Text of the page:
Others are trying a new concept: creating a community concierge who coordinates services for seniors living in specific neighborhoods.The best-known example is the “village model,” pioneered by Beacon Hill Village in 2002. Residents of the Beacon Hill neighborhood in Boston, who range in age from 52 to 100, pay $100 to $850 annually for a village membership. That hires a village staff, which plans social activities, gets discounted rates from home health companies, and arranges for rides and shopping.There now are 13 villages in seven states, all governed by member boards.© 2008 South Florida Sun-Sentinel. Distributed by Knight Ridder/Tribune Business News.
South Florida governments are gearing up to spend more than $161 million in federal grant money to stimulate the housing market.
BY MONICA HATCHER
The buyer of that ramshackle foreclosure down the street just might be the government.
In coming months, South Florida cities and counties will be armed with more than $161 million in new federal grant money and a mandate to stabilize falling home values and decay in neighborhoods hardest hit by the real estate downturn.
Their spending plans include buying and rehabbing, reselling or renting out property repossessed by banks through foreclosure, a first for many small municipalities without housing authorities. Cities may also use money to develop new projects and tear down neighborhood eyesores.
Miami Gardens' plans include using homes to help young adults aging out of foster care. Miramar wants to give financial aid to middle-income home buyers.
Hialeah wants to build more $300-a-month rental units. And Miami-Dade plans to use some money on the once fraud-wracked redevelopment of the Scott Carver housing project in Liberty City.
The funds represent South Florida's share of a $3.9 billion pot offered as part of a larger housing stimulus plan passed by Congress this summer.
The stimulus money comes as the state's housing market continues to slog along under historic foreclosure rates, unsold homes and growing economic malaise. In all, Florida will get $541 million, with $91 million going to state government.
When it comes to house hunting, governments don't lack for choices. As of Oct. 31, banks owned 10,725 homes in Miami-Dade and 10,234 in Broward, according to RealtyTrac data released Thursday.
And foreclosures keep rising: In October, foreclosures were up 53 percent in Broward and 97 percent in Miami-Dade over a year ago, RealtyTrac reported. The figures mean one of every 114 homes in Broward is either headed into foreclosure or already bank-owned. In Miami-Dade, it's one of every 93 homes.
Lenders have already begun knocking on doors at Miami-Dade agencies, county officials said. The county will get $62.2 million, the largest share of any locality in the country.
''This is not a whole lot of money in reality, but I think there will be a whole broad spectrum of people we can help. The magnitude of the problem is really huge,'' said Robert Cruz, chief economist for Miami-Dade.
Housing administrators' tentative plan is to spend almost $37 million buying bank-owned single- and multi-family properties, hoping to add roughly 342 new units to its affordable housing stock. The county now owns 10,000 units. There are 71,000 people on the waiting list for those as well as privately owned units through Section 8.
The rest will be spent demolishing 80 blighted structures as well as on homeownership counseling and mortgage assistance for about 130 families. The county will leverage nearly $9 million for infrastructure needed to complete work on the Scott Carver HOPE VI housing project, which will help bring 236 new units online when finished. In all, they expect to directly aid 1,500 families.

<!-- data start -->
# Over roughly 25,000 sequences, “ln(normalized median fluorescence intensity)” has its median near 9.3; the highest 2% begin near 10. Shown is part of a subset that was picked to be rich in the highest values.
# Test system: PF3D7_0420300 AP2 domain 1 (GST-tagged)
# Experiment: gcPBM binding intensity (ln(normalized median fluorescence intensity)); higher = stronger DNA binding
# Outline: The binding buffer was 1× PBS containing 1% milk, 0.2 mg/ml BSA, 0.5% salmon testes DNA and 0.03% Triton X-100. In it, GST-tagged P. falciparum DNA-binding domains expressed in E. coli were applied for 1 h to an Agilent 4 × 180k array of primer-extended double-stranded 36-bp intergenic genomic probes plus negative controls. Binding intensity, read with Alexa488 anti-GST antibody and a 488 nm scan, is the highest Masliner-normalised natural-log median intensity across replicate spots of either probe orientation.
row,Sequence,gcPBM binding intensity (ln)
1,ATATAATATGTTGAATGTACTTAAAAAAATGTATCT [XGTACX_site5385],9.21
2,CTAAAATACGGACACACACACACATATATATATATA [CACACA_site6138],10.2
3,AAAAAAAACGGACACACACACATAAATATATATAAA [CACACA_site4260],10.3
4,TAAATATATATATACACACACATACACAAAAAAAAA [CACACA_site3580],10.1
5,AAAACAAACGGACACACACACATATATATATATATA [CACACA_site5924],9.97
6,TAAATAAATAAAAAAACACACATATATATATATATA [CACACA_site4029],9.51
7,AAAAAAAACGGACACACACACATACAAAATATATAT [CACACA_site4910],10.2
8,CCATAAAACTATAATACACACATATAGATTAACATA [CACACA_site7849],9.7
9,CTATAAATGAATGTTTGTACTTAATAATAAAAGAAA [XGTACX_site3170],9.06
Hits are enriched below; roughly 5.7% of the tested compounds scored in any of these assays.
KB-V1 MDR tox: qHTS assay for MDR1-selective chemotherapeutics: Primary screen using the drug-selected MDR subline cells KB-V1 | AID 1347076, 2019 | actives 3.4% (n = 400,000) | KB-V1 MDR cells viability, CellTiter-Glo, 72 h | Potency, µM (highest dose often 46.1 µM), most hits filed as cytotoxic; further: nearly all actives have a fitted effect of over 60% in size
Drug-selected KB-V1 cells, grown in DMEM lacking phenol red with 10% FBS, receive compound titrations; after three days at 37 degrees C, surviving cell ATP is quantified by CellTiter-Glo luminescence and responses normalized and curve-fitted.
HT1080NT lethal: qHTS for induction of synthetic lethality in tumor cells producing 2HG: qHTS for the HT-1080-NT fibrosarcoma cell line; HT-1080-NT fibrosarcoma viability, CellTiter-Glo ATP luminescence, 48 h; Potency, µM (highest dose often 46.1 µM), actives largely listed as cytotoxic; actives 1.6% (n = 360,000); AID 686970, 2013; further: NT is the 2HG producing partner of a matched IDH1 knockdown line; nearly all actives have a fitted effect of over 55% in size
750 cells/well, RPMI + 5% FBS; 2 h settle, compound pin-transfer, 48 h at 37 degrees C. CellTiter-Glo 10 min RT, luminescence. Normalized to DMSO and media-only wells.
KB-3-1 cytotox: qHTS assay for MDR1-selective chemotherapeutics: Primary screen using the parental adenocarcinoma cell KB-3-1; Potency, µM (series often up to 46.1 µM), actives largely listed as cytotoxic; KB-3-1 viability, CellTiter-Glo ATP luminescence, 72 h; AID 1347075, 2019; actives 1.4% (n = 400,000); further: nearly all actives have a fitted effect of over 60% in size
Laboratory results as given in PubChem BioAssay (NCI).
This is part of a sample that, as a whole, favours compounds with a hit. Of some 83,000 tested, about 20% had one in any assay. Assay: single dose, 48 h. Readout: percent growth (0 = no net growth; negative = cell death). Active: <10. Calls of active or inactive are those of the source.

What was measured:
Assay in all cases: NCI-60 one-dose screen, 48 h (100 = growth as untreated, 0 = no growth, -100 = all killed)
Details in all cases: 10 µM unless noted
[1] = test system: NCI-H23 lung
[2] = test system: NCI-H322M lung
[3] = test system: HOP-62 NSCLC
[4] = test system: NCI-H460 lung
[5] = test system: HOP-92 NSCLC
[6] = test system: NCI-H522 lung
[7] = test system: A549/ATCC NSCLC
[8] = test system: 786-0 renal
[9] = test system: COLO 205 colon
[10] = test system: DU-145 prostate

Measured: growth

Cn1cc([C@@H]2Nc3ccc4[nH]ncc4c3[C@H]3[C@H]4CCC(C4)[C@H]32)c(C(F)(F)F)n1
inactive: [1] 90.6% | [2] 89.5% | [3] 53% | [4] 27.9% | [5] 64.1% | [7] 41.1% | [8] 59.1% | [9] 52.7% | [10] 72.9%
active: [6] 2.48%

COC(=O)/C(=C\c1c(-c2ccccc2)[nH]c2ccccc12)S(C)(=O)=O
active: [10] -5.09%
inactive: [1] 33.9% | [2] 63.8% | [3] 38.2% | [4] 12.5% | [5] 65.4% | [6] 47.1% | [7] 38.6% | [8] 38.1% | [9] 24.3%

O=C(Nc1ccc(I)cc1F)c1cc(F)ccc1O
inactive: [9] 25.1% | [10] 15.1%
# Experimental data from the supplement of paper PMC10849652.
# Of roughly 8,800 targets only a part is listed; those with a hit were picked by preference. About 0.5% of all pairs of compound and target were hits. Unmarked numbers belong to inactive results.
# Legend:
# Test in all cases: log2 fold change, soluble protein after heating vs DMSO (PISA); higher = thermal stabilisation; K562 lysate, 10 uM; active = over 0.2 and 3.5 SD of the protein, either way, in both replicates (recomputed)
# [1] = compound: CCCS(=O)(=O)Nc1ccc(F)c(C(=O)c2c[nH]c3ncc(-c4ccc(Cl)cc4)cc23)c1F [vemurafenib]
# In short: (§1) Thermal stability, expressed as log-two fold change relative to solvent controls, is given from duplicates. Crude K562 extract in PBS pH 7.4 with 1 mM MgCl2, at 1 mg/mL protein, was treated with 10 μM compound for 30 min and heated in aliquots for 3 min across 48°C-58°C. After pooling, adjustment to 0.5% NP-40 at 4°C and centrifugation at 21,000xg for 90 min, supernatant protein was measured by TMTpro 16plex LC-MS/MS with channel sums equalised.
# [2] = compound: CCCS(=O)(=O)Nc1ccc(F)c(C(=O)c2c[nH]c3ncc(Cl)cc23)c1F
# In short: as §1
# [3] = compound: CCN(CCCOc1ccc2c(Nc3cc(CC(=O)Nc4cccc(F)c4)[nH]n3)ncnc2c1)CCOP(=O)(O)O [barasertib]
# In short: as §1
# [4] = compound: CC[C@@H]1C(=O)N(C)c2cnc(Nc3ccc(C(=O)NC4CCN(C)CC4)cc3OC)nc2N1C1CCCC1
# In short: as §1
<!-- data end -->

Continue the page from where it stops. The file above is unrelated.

The County Commission will vote on the plan next Thursday. Broward approved its plan Thursday.
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Prudential Chaplin Williams Realty
Monday, November 10, 2008
- August 2008 closed MLS stats for Nassau County
Residential units (36) sales ($11,454,680)
Condos units (5) sales ($1,847,000)
Lots and Acreage units (5) sales ($604,900)
- September 2008 closed MLS stats for Nassau County
Residential units (39) sales ($13,077,263)
Condos units (8) sales ($4,277,000)
Lots and acreage (3) sales ($632,000)
- October 2008 closed MLS stats for Nassau County
Residential units (31) sales ($8,265,019)
Condos units (4) sales ($1,761,900)
Lots and acreage (6) sales($788,000)
Jacksonville, FL – Buyers Continue to Wait for Prices to Stabilize
Traffic increases, but mostly lookers and few transactions. Buyer traffic improved
slightly in October, as our traffic index increased to 18 from 8 in September (readings
below 50 suggest traffic below agents’ expectations). One agent characterized the change
as “a slight increase in buyer interest, but still just heavy shopping.” Other agents
commented that the tight credit environment and economic worries are preventing many
potential buyers from looking, although several agents did note buyers are willing to look
at sharply discounted listings. We think most buyers remain on the sidelines for signs of
price stabilization or an easing of credit
Fear Grips Buyers in October
Buyers scared by economy and equity market, low prices
(foreclosures) driving sales. Our Monthly Survey of Real Estate Agents
indicated a sharp drop in October. Trends deteriorated somewhat during the
month, but the majority of the drop in traffic was seen at the end of
September. Real estate agents stressed that buyers remain handcuffed by
concerns about the economy and the equity market, along with continuing
fears of buying before prices have bottomed.
Nearly all markets impacted by buyer worries. Overall, our traffic index
fell to 19.6 in October from 24.0 in September (readings below 50 point to
traffic below expectations). 31 of the 40 markets we survey with seven
markets showing improvement in traffic (but from extremely low levels) and
two markets showing stable traffic.
Foreclosure-heavy markets still getting traffic, but economy takes toll
on buyer psychology. Of the hard-hit markets where we had generally
seen solid traffic through ’08 (Ft Myers, Las Vegas, the Inland Empire (CA),
and Sacramento), only Ft Myers showed improvement in October, with the
others showing declines, but still having more traffic than most other markets.
Prudential Chaplin Williams Realty